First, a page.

Almost half of African American, Hispanic, and Native American students in the United States do not graduate high school on time with their classmates.
Discover the ways technology in the classroom is fundamentally changing education for teachers, students, and parents.
It’s been nearly a half-century since President Gerald Ford signed into law a bill that would forever change education in the United States. The groundbreaking law, now known as the Individuals with Disabilities Education Act (IDEA), guarantees that every child with a disability in the country has access to a “free, appropriate, public education.”
Good teachers make a tremendous difference in the lives of students. Learn about the qualities that top teachers and students agree top-notch teachers possess.
The teaching profession is in the midst of a shift, thanks to changing technology, policy, and various societal factors, such as growing inequality. One thing hasn’t changed: It is a profession of highs and lows—of intensely heartening moments and deeply challenging ones. For many teachers, this intensity is a major part of the appeal. For others, it’s reason enough to leave the role.
For years, it’s been widely thought that the ticket to professional success was a STEM (science, technology, engineering or mathematics) education. A new approach, however, adds the study of arts to the formula for success and stretches the acronym to STEAM. According to the latest survey results, a STEAM education is proving to be more effective in positioning students for success beyond the classroom.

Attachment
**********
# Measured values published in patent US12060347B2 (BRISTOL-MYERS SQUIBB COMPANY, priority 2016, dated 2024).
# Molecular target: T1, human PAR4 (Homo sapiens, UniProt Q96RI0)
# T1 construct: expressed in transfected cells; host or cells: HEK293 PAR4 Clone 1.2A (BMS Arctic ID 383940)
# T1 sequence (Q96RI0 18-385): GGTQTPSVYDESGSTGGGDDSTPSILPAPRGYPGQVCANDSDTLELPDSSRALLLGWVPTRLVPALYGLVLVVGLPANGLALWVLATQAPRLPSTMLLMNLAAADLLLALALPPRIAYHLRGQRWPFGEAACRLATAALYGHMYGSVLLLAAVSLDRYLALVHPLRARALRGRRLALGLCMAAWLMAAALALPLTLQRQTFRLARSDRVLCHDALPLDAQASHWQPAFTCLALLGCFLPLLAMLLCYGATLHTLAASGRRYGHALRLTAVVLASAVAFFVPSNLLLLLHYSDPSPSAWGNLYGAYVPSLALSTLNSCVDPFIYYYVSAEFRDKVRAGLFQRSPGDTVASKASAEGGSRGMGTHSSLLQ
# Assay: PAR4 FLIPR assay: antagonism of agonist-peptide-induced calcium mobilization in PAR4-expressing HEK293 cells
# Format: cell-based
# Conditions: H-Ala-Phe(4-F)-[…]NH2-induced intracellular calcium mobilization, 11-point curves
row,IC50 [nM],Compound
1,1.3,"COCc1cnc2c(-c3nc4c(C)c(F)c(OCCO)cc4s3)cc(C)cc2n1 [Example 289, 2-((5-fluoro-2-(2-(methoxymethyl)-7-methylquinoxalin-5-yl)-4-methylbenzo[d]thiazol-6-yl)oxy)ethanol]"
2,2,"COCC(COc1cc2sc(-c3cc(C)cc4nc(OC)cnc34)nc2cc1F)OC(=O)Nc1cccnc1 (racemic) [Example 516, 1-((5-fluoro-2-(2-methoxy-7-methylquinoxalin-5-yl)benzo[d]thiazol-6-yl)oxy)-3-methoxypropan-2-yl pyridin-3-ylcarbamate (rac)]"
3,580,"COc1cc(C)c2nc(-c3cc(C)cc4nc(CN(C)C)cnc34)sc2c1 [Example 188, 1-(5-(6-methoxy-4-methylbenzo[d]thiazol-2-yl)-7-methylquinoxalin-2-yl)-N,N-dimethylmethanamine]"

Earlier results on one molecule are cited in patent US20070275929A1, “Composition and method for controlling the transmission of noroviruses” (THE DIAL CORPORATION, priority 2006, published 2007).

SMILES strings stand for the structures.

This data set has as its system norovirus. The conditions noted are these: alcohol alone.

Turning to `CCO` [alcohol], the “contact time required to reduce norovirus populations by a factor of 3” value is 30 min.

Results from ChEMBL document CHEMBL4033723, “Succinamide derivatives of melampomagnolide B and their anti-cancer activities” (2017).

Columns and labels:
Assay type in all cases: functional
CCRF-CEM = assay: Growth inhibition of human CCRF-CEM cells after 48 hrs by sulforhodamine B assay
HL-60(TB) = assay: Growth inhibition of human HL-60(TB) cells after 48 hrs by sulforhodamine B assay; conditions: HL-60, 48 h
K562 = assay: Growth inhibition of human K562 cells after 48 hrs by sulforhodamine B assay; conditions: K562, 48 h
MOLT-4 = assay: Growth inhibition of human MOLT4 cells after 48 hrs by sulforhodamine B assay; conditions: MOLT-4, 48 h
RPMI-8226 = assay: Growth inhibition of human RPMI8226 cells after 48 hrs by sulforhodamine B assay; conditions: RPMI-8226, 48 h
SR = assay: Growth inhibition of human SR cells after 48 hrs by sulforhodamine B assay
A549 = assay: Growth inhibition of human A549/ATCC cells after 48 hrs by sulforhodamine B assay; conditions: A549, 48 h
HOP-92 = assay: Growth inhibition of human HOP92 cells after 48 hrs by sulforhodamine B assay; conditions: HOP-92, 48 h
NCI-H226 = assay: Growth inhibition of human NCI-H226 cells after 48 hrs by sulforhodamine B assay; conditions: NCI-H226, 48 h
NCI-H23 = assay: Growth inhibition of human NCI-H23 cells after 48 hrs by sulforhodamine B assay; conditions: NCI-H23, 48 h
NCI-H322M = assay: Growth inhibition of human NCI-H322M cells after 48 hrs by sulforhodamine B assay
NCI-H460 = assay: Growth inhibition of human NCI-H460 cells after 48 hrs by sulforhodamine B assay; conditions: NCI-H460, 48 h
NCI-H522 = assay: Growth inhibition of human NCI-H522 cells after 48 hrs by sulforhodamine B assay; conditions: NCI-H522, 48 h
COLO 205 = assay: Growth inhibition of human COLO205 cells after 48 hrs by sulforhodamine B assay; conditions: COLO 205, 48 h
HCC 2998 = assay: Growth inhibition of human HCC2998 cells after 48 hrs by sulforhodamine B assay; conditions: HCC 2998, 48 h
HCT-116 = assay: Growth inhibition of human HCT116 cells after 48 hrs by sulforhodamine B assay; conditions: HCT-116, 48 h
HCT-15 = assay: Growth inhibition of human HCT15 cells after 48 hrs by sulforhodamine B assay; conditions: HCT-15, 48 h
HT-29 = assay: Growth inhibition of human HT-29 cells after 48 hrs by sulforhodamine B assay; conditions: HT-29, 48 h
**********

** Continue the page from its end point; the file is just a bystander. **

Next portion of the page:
As a US veteran, you have spent years serving your country and gaining a wealth of knowledge along the way.
Professional development for teachers is a necessary part of the job. At its best, professional development (PD) helps teachers integrate the newest findings about what works for students, connect with and learn from their peers, and sort through challenges and boost morale.
While many teachers report a high level of job meaning, they often feel their paychecks are insufficient. Beginning in late February, teachers throughout the country staged walkouts and strikes in order to secure more pay and increased funding for school resources.